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    1. I think you’re smart for keeping that mindset. Because in a certain way, it IS all Monopoly money until you decide to sell it. So don’t get too attached to those big numbers… but do celebrate them. Because you’re saving SO MUCH and it’s awesome!

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  5. Our numbers aren’t that big yet – but it still feels weird to have as much as we have already given our situation a few years ago. And I’m with you on the tangible portion – I am pumped for every extra dollar we earn but it never feels different.

    Maybe the cash will feel tangible when withdrawn to fund your freedom.

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    1. I think the surreal feeling kicked in pretty early for us, too, and it just intensifies as numbers get bigger. It’s all a little crazy, right?! And it could definitely happen that it feel more real once we’re living off the money — we’ll let you know!

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  6. Our numbers aren’t that big, but it does feel a bit like it shouldn’t be working out the way it is working out. My husband is always in awe of our Roths especially. He comes from a family where everyone spent their paychecks. They lived comfortably but no one ever taught him to save anything. So he will say all the time that we have “so much money” or “more money than he’s ever seen in his life”. And truthfully, it’s more money than I’ve ever had either. I think that’s the point ;)

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    1. Oh, 100% same for us! Neither of us come from fancy upbringings, so we got to the “more money than we’ve ever seen” point pretty early on in our journey! LOL But I love hearing about your husband’s sense of childlike wonder at it all! How fun that must be to witness!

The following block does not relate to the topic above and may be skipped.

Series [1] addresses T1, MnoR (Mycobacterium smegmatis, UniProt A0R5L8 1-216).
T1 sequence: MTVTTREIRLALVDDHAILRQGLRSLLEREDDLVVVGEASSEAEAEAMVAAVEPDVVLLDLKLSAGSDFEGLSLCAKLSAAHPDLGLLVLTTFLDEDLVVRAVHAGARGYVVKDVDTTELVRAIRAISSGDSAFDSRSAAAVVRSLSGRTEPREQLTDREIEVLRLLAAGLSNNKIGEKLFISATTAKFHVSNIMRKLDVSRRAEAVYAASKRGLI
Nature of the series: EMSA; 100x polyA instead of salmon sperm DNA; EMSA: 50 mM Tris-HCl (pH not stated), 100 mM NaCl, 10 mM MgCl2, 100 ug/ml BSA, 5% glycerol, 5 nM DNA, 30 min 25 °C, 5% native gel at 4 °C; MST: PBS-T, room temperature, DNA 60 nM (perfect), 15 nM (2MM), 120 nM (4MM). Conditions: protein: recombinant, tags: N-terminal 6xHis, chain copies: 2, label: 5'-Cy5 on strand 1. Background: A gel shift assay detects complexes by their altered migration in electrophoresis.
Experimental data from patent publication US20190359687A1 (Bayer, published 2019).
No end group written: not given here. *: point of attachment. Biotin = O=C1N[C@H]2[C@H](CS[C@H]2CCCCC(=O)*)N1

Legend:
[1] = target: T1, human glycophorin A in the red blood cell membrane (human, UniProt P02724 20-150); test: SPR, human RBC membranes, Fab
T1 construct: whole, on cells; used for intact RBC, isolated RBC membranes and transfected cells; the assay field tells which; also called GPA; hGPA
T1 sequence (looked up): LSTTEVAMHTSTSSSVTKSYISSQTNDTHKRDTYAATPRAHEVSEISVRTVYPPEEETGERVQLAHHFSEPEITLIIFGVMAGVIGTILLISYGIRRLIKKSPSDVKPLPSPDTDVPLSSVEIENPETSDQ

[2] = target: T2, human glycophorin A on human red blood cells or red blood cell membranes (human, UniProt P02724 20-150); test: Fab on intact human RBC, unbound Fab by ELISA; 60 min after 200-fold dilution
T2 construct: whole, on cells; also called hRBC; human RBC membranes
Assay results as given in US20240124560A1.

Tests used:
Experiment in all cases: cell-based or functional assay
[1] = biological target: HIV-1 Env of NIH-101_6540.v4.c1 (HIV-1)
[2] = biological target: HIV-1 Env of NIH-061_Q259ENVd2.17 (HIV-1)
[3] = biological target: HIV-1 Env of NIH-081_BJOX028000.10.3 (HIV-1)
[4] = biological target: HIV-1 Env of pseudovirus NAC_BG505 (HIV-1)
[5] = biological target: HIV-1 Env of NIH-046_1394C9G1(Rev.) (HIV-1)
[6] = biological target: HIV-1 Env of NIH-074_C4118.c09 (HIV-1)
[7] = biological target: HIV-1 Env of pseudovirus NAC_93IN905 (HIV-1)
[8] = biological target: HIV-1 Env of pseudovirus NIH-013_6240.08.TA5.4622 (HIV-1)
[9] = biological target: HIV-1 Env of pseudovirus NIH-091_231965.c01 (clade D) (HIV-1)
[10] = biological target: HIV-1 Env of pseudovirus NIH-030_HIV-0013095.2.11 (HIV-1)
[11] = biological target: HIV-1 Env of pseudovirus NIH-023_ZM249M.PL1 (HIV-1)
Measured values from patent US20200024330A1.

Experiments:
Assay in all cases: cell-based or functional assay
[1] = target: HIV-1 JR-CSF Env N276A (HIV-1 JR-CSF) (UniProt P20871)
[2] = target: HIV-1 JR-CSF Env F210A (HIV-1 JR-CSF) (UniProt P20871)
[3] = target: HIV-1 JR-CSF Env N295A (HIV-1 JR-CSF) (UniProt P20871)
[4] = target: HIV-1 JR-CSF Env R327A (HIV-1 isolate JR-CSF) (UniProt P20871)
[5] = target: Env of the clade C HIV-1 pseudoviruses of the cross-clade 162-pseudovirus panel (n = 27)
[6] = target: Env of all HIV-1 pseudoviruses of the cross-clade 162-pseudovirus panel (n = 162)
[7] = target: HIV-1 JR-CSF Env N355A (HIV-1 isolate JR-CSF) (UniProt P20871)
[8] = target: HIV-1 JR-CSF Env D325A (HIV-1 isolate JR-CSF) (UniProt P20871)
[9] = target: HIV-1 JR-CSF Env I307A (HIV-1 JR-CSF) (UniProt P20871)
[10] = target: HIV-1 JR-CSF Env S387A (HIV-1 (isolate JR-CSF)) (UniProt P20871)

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  7. I feel like you read my mind whilst writing this!! It’s exactly how I feel! Me and my husband are almost a year into our FIRE journey and so still a way from achieving it but even now the savings in the bank do not feel like real money to me. I just sit there and stare at the balances sometimes trying to understand those numbers are actually money that belongs to us!! I’m sure it’ll get more surreal the further we go and it’s nice to know I’m not the only one feeling it.

    Congrats on almost getting there – I love reading stories like yours, gives me a little motivational push!

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    1. Yay mind meld! :-) So now you know that feeling never goes away… it only gets more intense as your numbers get bigger. Thanks for your well wishes! So glad to know our blog helps add a little motivation to your journey! :-)